Monday, August 9, 2010

The end of our long stay at Puteri Harbour Marina

Our younger son, Aaron, arrived last week to fly back to the States with his daughter on August 17. I am afraid he has endured a boring time during his short stay with us in Malaysia, as we have done nothing other than the typical marina things -- walks, bike riding and pedal boats.   I suggested renting a car and driving to Malacca or somewhere else, but none of us were keen on that idea.  Aaron stays very busy in his normal work life at home, so maybe a few days of kicking back and lazing around the boat was just what he needed for the beginning of his vacation.  Plus adjusting to jumping ahead 13 time zones takes its toll on anyone's energy level.  Most of our time the past 5 days has been spent couped up inside the boat sucking up the air-conditioning either because it was raining or it was too danged hot to tolerate being outdoors.

Late this afternoon one of the guys on the marina staff took us to the PTP (port?) terminal and assisted in clearing us out of Malaysia.   It is very nice of the marina to provide transportation to the distant port facilities and to provide staff to handle all the paperwork.  They handled our clearance both into and out of Malaysia for a total cost of 50 ringitt ($15.85).  No place else we have visited provides services and transportation like this for such a low fee.  In about 2 years the authorities will have a clearance office situated at the marina.  That will be very convenient for cruisers berthing at Puteri Harbour Marina.  There also will be a fast ferry to Singapore.  Lots of improvements are planned for this nice marina.

Yesterday Bill kitted up and dove under the boat to clean away any marine growth that had accumulated in the past 2 months since we moved back into this slip after our short trip to Singapore to pick up the grandkids.   I think the last time Bill donned a scuba tank was in the Caribbean more than 2 1/2 years ago -- and possibly even 3 years ago.  Everyone else we know enjoyed beautiful diving spots throughout the South Pacific, but I do not like diving so Bill did not have a diving buddy and he missed out.  Yesterday he was breathing very hard and managed to suck up a full tank of air while cleaning the boat bottom.  He found about 8 barnacles on the entire hull -- pretty darn good for bottom paint applied in New Zealand 17 months ago!  Micron 66 is a very good anti-foul paint.  During that same haul-out, we had Prop Speed applied to protect the prop and it did not hold up nearly so well.  It worked beautifully for the first year, but at the end of that year it the effectiveness stopped completely.  Yesterday Bill found the prop was covered in marine growth about 1/4 to 1/2-inch thick on both sides of each blade..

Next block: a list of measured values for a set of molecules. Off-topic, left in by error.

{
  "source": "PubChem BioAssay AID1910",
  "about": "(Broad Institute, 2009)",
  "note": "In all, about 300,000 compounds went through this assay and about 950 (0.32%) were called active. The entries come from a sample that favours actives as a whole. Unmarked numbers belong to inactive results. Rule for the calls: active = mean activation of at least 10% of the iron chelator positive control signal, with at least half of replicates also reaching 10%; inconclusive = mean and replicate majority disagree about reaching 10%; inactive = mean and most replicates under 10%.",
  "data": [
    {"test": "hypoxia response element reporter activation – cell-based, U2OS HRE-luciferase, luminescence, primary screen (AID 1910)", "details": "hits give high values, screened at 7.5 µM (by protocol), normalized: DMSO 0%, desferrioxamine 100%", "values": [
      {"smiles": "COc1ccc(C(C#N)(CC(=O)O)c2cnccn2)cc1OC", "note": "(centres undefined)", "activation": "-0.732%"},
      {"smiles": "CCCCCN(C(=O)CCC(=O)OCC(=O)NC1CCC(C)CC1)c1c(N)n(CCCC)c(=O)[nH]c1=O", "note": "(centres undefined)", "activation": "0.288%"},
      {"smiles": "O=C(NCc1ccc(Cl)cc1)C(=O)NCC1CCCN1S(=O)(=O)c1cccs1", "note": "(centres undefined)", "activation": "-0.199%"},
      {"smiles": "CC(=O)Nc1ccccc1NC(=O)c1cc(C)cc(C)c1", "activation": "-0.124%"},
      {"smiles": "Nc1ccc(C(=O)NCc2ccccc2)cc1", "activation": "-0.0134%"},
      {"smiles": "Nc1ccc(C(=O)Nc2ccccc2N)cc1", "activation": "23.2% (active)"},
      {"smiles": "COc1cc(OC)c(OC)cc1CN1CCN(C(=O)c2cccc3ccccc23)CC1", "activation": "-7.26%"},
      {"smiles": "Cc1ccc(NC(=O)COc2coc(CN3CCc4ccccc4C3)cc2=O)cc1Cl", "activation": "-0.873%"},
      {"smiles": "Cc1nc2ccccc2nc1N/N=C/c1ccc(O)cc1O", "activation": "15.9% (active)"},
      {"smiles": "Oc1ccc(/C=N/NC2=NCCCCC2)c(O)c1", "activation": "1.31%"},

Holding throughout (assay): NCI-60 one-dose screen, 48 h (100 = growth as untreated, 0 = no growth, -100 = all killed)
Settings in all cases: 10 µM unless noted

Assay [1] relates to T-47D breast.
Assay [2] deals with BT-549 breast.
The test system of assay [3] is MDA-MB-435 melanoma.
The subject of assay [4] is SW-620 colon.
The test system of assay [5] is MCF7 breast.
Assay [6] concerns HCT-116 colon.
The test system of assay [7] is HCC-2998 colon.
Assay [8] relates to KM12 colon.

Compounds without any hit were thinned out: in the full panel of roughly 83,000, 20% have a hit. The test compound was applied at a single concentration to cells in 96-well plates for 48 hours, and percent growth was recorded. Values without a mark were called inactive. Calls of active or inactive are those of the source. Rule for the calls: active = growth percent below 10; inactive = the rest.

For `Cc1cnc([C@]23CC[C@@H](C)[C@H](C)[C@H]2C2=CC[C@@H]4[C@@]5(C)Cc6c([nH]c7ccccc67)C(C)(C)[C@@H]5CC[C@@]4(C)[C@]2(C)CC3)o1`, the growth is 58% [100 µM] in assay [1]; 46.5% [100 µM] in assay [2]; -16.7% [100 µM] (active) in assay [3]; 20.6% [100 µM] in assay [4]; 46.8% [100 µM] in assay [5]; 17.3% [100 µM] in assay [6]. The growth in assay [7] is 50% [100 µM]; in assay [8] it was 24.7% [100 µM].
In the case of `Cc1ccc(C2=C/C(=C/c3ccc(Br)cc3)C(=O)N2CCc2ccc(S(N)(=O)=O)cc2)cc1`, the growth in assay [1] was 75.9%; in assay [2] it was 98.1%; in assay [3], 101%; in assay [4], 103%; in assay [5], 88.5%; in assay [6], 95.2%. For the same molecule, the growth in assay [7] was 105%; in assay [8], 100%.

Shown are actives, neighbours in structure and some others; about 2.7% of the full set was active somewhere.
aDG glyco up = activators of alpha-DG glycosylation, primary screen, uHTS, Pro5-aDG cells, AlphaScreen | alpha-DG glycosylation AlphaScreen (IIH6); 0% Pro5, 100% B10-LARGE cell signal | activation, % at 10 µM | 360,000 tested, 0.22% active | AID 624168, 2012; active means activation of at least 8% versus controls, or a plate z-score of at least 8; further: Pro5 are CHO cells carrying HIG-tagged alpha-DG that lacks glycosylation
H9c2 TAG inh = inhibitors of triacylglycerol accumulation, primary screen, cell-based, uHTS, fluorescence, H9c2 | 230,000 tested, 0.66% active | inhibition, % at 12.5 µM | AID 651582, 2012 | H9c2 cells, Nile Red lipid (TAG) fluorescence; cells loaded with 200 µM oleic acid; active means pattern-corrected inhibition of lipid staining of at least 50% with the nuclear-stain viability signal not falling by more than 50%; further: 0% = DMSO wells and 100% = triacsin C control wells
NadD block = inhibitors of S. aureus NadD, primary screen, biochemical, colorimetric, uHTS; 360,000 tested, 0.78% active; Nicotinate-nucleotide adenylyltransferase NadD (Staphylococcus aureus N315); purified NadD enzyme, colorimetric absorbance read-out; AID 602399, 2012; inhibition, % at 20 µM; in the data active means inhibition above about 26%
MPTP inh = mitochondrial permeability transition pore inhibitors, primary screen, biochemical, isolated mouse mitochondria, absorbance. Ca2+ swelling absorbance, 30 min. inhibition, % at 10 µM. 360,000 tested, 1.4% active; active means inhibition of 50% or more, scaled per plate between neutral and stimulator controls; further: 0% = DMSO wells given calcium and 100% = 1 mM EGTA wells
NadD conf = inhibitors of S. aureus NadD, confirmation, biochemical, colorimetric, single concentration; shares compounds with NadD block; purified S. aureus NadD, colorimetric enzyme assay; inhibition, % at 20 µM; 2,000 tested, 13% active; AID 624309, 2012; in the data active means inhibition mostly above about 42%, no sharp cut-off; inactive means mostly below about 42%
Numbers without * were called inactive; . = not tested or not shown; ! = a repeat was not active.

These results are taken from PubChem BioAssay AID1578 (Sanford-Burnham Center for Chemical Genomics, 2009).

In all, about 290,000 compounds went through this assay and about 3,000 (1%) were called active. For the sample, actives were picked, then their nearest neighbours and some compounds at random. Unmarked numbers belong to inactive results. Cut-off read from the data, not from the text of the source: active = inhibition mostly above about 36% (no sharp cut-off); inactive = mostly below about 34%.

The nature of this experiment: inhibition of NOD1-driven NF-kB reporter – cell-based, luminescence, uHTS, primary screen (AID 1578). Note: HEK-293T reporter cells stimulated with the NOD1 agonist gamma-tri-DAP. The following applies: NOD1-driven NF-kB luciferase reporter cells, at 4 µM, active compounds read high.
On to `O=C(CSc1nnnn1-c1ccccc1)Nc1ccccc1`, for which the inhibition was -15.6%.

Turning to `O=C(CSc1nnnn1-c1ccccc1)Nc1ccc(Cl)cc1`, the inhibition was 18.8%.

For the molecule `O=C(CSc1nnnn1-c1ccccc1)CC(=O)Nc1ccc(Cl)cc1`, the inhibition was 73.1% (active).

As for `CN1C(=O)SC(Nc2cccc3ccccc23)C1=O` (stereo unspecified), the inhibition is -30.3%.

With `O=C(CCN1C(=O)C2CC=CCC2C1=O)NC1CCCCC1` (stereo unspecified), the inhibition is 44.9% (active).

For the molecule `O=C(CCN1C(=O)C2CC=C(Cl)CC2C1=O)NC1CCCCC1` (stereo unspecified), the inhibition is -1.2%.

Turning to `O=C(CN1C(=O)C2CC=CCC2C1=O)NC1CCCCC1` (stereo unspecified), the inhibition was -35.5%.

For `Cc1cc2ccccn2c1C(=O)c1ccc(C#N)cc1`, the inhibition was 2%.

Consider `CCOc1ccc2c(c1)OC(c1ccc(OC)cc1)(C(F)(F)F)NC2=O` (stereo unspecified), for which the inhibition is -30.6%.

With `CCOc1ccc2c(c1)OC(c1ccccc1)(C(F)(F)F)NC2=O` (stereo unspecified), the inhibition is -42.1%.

Bill surfaced shortly after going down and said "that prop does have 3 blades, doesn't it?  I can only find 2 blades."  Well, that sounded like very bad news!!  But the water was so murky that he simply could not see much of anything down there.  He had to clean the prop by feel rather than by sight.  After chipping away the growth on the first identifiable 2 blades he was able to find the third blade.  Whew!  We carry a spare prop, but changing the prop out in this murky water was not something either of us wanted to think about having to do.

Next he moved to the front of the boat to check our speed sensors.   The speed sensors on our Amel are not the usual paddle-wheel type.  Amel installs B & G Sonic Speed sensors.  Basically, one sensor is on the front side of the keel and another sensor is mounted on the front area of the bottom of the hull, facing backward.  The 2 sensors face one another and somehow determine the speed the boat is traveling through the water.  When we took the boat over to Singapore a couple of months ago, the speed sensors were not working.  When we apply anti-foul paint, we are very careful to tape off these 2 sensors.  They are the only spots on the hull beneath the waterline that are not painted, so we figured 1 or both sensors had a barnacle growing on top.  Sure enough, the forward sensor (rear facing) had a good-sized barnacle growing on it.  Bill grabbed it and pulled it off.  Luckily, he surfaced to show me the barnacle.  He obviously does not wear his eyeglasses while diving.  He has corrective lenses inserted in his diving mask, but he really cannot see well underwater with those.

I looked at the barnacle and could see there was something rubbery and black on the bottom side.  I scratched off the barnacle growth and found a rubbery circle about  the size of the nail bed on an adult's finger and 1/2-inch thick.  It had a small indention all around the bottom of the circle.  Very obviously this rubbery piece was a part of the sonic speed sensor.  I returned the cleaned-up piece to Bill and he dove again and replaced it.  I pulled out a hammer and he tapped into place as tightly as he could -- considering that he could not see much of anything in the nasty water.  We emailed Amel and learned that this piece is a protective cover for the actual sensor and that without this cover that the water turbulence might cause incorrect speed readings.  But at least we don't need to worry about water leaking into the boat if the cover is lost.  

Tomorrow morning we will slip the dock lines and head over to 1° 15 Marina on Sentosa Island in Singapore.   We hope the rubbery piece is still in place when we arrive at that marina.  The water there is very clean and clear and Bill should be able to see much clearer to make sure it is properly inserted to cover the sensor.  Waterproof epoxy should do the trick.

As much as we have enjoyed staying at Puteri Harbour Marina for the past 9 1/2 months and traveling almost all of SE Asia, I cannot express how delighted I am to be moving again -- even if it is only 30 miles to another marina in Singapore.

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